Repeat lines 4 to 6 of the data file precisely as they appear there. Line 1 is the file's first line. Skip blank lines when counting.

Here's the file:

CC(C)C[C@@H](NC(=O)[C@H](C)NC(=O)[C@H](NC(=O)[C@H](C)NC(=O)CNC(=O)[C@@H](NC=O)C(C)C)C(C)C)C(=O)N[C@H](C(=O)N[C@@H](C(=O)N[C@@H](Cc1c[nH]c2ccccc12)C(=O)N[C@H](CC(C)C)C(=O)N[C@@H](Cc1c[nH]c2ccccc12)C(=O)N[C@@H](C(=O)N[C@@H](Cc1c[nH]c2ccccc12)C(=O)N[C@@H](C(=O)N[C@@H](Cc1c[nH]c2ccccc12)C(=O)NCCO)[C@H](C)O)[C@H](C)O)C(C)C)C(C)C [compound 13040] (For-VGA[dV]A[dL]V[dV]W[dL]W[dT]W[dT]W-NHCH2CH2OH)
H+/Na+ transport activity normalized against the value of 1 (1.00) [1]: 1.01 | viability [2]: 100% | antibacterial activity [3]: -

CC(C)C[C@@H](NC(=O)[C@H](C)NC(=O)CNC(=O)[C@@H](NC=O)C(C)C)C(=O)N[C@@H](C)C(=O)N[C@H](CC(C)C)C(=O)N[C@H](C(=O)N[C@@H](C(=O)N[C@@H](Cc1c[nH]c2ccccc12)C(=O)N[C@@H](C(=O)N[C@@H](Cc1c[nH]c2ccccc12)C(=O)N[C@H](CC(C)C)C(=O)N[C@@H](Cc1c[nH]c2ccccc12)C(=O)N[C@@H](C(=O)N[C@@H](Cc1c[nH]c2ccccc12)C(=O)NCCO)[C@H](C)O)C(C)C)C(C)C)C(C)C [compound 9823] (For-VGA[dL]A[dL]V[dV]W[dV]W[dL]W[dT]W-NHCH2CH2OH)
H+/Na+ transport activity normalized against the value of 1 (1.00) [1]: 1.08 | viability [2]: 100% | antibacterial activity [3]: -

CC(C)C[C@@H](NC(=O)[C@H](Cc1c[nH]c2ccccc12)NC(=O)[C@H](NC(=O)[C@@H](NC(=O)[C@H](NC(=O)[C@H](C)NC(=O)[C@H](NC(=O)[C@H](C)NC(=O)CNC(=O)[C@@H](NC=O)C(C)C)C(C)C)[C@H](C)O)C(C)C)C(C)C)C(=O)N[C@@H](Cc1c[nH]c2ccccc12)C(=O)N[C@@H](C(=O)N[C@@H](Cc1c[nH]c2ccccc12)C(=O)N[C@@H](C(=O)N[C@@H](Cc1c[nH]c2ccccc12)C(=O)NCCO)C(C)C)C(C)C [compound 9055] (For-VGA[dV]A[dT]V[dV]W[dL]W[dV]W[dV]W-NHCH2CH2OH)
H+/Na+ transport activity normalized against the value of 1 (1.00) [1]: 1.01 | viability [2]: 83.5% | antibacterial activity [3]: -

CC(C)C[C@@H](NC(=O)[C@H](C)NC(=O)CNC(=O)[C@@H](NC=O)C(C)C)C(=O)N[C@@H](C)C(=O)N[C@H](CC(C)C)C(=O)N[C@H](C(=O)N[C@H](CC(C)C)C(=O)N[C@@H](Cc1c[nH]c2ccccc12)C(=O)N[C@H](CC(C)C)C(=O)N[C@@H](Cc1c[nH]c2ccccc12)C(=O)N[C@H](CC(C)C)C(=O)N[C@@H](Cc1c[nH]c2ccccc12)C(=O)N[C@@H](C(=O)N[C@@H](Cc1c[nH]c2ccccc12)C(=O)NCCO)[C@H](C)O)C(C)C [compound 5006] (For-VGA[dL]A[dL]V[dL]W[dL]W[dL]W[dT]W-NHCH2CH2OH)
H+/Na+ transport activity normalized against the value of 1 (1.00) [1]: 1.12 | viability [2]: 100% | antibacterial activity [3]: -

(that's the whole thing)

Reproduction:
H+/Na+ transport activity normalized against the value of 1 (1.00) [1]: 1.08 | viability [2]: 100% | antibacterial activity [3]: -

CC(C)C[C@@H](NC(=O)[C@H](Cc1c[nH]c2ccccc12)NC(=O)[C@H](NC(=O)[C@@H](NC(=O)[C@H](NC(=O)[C@H](C)NC(=O)[C@H](NC(=O)[C@H](C)NC(=O)CNC(=O)[C@@H](NC=O)C(C)C)C(C)C)[C@H](C)O)C(C)C)C(C)C)C(=O)N[C@@H](Cc1c[nH]c2ccccc12)C(=O)N[C@@H](C(=O)N[C@@H](Cc1c[nH]c2ccccc12)C(=O)N[C@@H](C(=O)N[C@@H](Cc1c[nH]c2ccccc12)C(=O)NCCO)C(C)C)C(C)C [compound 9055] (For-VGA[dV]A[dT]V[dV]W[dL]W[dV]W[dV]W-NHCH2CH2OH)
H+/Na+ transport activity normalized against the value of 1 (1.00) [1]: 1.01 | viability [2]: 83.5% | antibacterial activity [3]: -